Mental Illness Survivors of Rowan


In honor of Mental Illness Awareness Week, our Campus Celebrities are our strong girls who battle their own mind every day!

Here are some words from our fighters:


“Having OCD is like drowning, but never dying--gasping for air, but still breathing. And it doesn’t just go away. It never will. I will never be free of this illness; it is a part of me. But that does not mean I will allow it to consume me. It’s like learning to live after losing a loved one, working through an injury that will never fully heal. My life is my recovery; but it’s also my journey, my beautiful story. There is a light at the end of the tunnel, and it offers a wonderful life despite this hardship. I fight every day, and I become stronger every day. I understand others, am able to help them. I can express my thoughts through artistic writing because I have the opportunity to see things differently than others, to think deeper and feel more. I am thankful for my illness.” - Sammi Caramela


“I've recently found myself struggling with anxiety and a bit of OCD, which is new to me. Every day, it's a new cycle or a new thought. But I remind myself everyday that it's a new day and a new opportunity for growth, too. I look at my anxiety as an outlet for growth. I ask myself, ‘what can I learn (positively) from this experience?’ Instead of experiencing the negative aspects of the anxiety or OCD, I try to make it more positive. ” - Jenna Filippoli


“Many people don't realize that it's not something that's easily taken care of, or is it something people are quick to want to acknowledge. It took me a long time to get to where I am, and I did it by myself for the most part. And now, I'm happy.” - Anonymous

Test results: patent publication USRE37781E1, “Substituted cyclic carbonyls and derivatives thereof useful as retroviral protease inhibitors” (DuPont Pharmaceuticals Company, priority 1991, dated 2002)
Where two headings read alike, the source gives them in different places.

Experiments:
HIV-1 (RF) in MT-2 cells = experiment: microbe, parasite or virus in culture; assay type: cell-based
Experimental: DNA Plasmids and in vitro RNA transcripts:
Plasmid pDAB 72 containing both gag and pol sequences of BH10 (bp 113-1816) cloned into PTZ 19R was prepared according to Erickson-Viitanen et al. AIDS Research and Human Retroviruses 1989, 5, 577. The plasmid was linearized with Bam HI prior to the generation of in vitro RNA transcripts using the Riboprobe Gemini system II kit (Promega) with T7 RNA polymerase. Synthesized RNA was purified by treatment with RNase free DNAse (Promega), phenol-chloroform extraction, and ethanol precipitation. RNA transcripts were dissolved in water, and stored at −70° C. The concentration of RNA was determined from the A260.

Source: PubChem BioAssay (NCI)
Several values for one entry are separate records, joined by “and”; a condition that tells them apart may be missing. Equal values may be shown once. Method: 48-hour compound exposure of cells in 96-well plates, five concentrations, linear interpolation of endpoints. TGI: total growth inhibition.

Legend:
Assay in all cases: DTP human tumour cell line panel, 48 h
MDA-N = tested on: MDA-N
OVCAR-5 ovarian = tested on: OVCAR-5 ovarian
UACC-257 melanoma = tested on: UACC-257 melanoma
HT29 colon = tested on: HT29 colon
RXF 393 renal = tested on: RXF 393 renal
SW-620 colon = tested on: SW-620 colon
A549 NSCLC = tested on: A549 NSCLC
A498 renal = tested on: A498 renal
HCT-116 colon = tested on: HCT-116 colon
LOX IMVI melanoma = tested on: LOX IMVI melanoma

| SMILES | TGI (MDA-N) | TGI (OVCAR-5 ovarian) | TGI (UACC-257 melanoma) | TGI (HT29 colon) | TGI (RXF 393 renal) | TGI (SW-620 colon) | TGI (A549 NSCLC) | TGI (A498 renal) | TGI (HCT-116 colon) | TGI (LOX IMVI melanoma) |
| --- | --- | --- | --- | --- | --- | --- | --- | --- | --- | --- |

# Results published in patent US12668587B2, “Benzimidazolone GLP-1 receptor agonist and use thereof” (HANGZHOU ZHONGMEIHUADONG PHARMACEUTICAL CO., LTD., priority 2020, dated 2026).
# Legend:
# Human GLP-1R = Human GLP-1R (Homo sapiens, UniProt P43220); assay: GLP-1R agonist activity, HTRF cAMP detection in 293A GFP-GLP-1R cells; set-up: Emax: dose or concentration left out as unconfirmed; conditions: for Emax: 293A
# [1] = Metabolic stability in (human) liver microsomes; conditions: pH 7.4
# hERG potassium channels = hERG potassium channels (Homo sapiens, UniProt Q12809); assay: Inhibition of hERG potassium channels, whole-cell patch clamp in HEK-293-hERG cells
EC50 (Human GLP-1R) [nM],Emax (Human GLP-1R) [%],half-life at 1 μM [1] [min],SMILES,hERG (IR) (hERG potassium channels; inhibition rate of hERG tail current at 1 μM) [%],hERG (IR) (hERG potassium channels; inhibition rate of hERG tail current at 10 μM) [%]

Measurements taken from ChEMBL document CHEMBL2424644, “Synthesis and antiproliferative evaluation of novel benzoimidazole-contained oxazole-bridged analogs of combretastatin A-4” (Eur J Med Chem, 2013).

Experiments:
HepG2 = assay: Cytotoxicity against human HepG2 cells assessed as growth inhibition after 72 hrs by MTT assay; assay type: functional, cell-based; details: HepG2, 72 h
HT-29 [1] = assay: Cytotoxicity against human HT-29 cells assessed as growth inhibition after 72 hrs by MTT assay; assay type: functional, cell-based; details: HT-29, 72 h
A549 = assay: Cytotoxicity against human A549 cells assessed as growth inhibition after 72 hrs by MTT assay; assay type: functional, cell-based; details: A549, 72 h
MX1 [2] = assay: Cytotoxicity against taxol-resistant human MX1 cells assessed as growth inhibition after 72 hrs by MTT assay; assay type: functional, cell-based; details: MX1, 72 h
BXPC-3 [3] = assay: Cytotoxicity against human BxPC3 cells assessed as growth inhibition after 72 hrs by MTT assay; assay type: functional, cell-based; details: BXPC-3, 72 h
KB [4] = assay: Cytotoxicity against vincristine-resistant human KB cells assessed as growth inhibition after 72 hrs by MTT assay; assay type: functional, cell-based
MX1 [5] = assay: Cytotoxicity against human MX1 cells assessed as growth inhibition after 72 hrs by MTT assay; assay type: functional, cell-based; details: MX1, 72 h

“Personally, my anxiety has been the biggest hardship in my life thus far. There is constantly an internal battle in my mind between what is logical and what my anxiety is trying to convince me. I cannot stress how important it is, though, to give your anxiety as little power as possible. Breathe. Do not let it keep you from living your life. Breathe. Take advantage of counseling opportunities for anxiety. Did I mention breathe? Breathing correctly is the most underrated skill and has the possibility to reduce your anxiety immensely. Lastly, connect and communicate with others dealing with anxiety. In the midst of anxiety, I like to remember these words said by one of my favorite authors, J.D. Salinger: ‘I've survived a lot of things, and I'll probably survive this.’” - Erin Lafferty

You are never alone. Everyone struggles with something. You are not your illness, your thoughts, or your mistakes. Be gentle on yourself and do not be afraid to speak up.

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I am a Writing Arts major at Rowan University. Poetry is my best friend. One day, I hope to be a successful writer for a popular magazine in NYC. My dream is to travel to Paris, London, and Rome to explore and write about my experiences there.

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